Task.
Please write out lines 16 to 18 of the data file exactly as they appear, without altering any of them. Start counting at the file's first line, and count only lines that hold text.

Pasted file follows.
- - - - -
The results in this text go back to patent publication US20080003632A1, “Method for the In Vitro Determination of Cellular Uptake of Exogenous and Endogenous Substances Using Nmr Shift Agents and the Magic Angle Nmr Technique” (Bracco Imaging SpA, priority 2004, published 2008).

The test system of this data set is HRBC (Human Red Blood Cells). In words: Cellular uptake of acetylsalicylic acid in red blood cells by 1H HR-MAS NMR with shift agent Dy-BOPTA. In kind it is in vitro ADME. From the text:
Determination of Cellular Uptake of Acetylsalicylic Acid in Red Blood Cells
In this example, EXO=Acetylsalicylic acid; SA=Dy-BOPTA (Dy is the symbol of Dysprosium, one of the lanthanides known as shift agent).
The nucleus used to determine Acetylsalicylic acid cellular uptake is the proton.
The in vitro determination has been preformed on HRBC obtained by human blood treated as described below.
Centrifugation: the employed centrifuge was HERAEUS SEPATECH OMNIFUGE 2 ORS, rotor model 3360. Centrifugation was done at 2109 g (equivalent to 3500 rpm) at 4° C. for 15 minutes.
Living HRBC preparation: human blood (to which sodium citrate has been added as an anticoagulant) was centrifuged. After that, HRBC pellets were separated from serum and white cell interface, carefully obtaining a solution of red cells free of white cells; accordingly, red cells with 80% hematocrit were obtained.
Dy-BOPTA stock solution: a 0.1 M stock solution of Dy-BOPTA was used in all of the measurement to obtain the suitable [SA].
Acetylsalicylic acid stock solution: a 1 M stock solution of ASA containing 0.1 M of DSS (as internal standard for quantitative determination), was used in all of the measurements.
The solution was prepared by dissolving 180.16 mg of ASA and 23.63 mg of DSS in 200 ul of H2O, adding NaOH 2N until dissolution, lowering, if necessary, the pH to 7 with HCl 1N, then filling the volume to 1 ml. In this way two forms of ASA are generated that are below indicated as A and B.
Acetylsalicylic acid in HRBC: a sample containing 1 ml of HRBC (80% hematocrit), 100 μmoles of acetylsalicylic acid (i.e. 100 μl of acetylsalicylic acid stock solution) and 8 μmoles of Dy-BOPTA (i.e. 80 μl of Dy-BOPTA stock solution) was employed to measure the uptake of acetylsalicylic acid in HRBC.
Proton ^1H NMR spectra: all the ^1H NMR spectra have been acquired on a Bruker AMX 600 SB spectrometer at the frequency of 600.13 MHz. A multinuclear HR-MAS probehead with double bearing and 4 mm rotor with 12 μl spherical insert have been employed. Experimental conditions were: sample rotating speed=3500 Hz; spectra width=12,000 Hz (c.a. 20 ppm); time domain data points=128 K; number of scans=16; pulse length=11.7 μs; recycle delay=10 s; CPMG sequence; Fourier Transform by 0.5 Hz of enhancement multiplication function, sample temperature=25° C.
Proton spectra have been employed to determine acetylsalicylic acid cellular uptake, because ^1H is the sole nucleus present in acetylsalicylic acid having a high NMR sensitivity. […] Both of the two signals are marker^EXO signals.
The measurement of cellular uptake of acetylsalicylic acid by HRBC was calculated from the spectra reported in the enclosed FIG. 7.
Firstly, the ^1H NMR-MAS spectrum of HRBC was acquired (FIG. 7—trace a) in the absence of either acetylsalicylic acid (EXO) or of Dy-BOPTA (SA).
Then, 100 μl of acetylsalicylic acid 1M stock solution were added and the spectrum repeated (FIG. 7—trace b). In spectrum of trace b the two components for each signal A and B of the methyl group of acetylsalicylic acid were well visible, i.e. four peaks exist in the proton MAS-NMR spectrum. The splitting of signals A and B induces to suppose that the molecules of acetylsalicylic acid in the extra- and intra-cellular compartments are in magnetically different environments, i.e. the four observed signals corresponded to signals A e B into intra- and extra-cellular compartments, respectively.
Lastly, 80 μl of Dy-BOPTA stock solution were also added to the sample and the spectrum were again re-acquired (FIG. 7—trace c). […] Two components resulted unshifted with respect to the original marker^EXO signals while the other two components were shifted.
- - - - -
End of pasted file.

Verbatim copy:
Firstly, the ^1H NMR-MAS spectrum of HRBC was acquired (FIG. 7—trace a) in the absence of either acetylsalicylic acid (EXO) or of Dy-BOPTA (SA).
Then, 100 μl of acetylsalicylic acid 1M stock solution were added and the spectrum repeated (FIG. 7—trace b). In spectrum of trace b the two components for each signal A and B of the methyl group of acetylsalicylic acid were well visible, i.e. four peaks exist in the proton MAS-NMR spectrum. The splitting of signals A and B induces to suppose that the molecules of acetylsalicylic acid in the extra- and intra-cellular compartments are in magnetically different environments, i.e. the four observed signals corresponded to signals A e B into intra- and extra-cellular compartments, respectively.
Lastly, 80 μl of Dy-BOPTA stock solution were also added to the sample and the spectrum were again re-acquired (FIG. 7—trace c). […] Two components resulted unshifted with respect to the original marker^EXO signals while the other two components were shifted.